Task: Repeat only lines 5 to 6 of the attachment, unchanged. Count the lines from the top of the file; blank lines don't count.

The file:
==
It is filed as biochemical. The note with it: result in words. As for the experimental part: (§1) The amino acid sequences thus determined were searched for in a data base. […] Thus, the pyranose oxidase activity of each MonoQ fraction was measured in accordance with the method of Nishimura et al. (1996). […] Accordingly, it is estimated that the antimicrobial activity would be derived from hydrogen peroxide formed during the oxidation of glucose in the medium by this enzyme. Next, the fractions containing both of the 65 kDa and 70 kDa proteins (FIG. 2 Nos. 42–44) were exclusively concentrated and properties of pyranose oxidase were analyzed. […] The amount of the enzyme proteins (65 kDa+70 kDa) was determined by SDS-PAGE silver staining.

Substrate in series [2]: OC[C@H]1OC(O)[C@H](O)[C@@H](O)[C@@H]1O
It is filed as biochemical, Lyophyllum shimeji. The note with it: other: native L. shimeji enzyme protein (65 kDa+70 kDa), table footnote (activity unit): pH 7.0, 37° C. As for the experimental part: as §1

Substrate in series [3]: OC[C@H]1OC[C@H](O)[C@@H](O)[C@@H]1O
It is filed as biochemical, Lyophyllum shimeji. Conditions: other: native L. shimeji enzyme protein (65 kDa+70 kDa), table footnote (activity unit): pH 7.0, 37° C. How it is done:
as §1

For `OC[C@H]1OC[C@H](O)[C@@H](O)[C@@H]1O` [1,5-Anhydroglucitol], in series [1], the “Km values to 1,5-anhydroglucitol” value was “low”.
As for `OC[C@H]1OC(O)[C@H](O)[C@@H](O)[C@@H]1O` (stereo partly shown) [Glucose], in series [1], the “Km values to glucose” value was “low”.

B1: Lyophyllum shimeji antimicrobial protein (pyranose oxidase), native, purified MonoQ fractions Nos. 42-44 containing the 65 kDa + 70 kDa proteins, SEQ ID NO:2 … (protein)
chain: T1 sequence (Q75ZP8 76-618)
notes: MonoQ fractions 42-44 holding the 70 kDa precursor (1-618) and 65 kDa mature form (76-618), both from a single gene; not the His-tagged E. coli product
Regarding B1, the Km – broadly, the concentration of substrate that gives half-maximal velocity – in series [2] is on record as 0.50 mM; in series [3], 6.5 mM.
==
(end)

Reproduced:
It is filed as biochemical, Lyophyllum shimeji. Conditions: other: native L. shimeji enzyme protein (65 kDa+70 kDa), table footnote (activity unit): pH 7.0, 37° C. How it is done:
as §1